I think we'll be okay

Francis Thomas and Catherine Thomas at their wedding reception (1948)


Dear Reader,

Last Saturday, in a quiet moment amidst the endless stream of messages in chat groups and posts on social media analysing and commenting on the outcome of GE2020, I thought of my father.

He died in October 1977. A year earlier, in December 1976, I sat with him in our living room to watch the TV coverage of the results of GE1976.

The PAP had held every seat in Parliament for a decade because the main opposition party, Barisan Socialis, decided in 1966 to boycott Parliament to protest Singapore’s split from Malaysia. The 1976 General Election saw a contest in nearly every constituency, but the PAP won 70% of the vote and swept all seats.

As the Returning Officer, on election night 1976, again and again declared the PAP candidate the winner, my father’s disappointment was palpable. It wasn’t because he was opposed to the PAP. He admired what Lee Kuan Yew and the PAP had done for Singapore, but he believed Singapore needed a viable opposition if it were to have a future.

A week or so after the election, he wrote a paper titled ‘A Government, no Opposition, and the Future’. The Singapore government, he said, was amongst the best in the world, but “we cannot surrender the future entirely to the contingency planning of the backroom bureaucracy”. A loyal opposition would have “real differences of intelligent opinion and be able to make a real change in the conditions of life without wrecking the state”.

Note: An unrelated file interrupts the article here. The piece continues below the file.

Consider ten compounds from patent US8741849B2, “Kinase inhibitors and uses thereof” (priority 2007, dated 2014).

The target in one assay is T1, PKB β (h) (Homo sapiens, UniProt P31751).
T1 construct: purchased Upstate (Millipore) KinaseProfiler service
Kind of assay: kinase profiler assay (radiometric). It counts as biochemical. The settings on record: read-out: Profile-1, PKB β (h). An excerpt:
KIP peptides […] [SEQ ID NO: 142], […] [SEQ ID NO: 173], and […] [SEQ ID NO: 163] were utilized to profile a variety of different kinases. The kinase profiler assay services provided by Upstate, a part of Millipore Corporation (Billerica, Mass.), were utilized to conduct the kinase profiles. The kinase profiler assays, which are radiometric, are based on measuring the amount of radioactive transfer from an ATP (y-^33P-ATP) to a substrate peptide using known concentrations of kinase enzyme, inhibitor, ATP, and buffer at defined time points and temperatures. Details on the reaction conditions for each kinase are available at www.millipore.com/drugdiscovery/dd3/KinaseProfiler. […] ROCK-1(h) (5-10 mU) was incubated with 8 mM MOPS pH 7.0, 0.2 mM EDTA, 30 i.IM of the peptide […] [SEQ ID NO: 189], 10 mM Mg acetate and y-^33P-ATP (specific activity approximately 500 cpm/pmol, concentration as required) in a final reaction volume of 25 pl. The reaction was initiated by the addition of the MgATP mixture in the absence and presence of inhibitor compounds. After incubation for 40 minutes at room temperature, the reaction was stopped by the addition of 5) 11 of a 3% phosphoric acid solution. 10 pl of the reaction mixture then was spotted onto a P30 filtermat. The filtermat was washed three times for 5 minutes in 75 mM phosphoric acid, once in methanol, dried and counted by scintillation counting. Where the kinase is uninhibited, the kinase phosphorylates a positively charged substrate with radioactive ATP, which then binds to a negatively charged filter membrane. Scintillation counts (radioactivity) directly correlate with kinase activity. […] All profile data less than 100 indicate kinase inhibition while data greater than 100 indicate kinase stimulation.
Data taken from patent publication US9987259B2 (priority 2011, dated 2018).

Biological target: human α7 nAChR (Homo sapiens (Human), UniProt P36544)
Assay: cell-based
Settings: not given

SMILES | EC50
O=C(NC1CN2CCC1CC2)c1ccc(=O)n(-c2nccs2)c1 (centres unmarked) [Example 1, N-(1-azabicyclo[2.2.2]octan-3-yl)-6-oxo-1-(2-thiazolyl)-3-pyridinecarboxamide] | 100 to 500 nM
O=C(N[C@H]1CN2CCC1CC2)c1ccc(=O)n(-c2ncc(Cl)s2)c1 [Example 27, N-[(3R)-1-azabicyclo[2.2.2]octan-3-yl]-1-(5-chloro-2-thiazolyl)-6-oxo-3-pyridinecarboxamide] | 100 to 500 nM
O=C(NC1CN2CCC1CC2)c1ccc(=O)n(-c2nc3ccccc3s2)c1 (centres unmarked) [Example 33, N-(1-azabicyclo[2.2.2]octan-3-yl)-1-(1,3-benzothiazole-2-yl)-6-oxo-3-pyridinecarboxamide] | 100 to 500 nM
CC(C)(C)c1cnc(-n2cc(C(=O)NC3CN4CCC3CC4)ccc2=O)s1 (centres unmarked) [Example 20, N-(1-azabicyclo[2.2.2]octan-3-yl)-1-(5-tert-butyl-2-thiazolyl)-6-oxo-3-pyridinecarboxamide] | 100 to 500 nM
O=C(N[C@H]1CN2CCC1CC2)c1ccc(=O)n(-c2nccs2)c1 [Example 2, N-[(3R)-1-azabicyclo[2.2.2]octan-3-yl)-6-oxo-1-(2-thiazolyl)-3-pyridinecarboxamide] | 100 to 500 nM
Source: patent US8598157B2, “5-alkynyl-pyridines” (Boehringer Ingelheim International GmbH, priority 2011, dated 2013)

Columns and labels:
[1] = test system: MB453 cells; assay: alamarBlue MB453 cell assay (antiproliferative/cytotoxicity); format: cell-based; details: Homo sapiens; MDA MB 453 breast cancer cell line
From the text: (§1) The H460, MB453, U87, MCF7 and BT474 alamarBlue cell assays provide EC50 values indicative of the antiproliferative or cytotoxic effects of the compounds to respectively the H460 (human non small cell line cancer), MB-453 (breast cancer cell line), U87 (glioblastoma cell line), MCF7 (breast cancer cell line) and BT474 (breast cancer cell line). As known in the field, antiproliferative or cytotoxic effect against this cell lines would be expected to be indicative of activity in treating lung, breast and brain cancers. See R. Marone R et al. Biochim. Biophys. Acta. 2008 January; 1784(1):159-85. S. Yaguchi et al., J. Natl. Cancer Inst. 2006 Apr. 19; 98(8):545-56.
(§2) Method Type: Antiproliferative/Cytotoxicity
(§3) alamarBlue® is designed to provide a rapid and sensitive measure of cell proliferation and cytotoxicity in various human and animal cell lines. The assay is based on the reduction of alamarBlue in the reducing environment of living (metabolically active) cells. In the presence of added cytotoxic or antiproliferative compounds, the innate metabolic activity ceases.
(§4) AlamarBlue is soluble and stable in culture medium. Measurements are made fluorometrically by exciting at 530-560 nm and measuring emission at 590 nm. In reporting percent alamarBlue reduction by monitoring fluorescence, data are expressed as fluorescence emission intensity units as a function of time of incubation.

His paper, which he meant to send to a small circle of friends, essentially argued a case not just for a viable opposition but for more Singaporeans to take an interest in what was going on and to be ready to participate in one way or another in policy-making and politics. In other words, for a strong and vibrant civil society.

At present, too many of us are like the giraffes and hippopotami in our Zoo, or the birds in the Bird Park; our needs are foreseen and provided for, we can be the admiration of visitors from less happy lands; but we lack the ability and scope to plan for ourselves,” he wrote.

I don’t know if my father ever sent this paper to anyone. He was grappling with cancer and may have decided to just focus on writing his account of the dying days of the Labour Front government which preceded the PAP government. My father, an Englishman who came to Singapore as a teacher in the 1930s and became a citizen in 1957, had been a part of the Labour Front government.

Last Saturday, as I digested the implications of GE2020, I wanted to be able to say to my father:

‘It’s taken us a few decades, Pa, and there were many obstacles to find our way around. But we now have the beginnings of that viable opposition you wanted to see. And there is a vibrant and growing civil society. I think we’ll be okay.'

All the best,

(From July 18, 2020)